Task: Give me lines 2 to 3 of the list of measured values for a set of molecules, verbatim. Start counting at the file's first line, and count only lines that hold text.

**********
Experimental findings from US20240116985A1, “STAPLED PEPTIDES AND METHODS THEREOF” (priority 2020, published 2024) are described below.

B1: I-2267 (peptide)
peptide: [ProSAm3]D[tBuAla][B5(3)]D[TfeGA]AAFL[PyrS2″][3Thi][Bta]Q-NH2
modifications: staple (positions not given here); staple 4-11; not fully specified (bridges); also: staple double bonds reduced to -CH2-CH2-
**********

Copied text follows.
B1: I-2267 (peptide)
peptide: [ProSAm3]D[tBuAla][B5(3)]D[TfeGA]AAFL[PyrS2″][3Thi][Bta]Q-NH2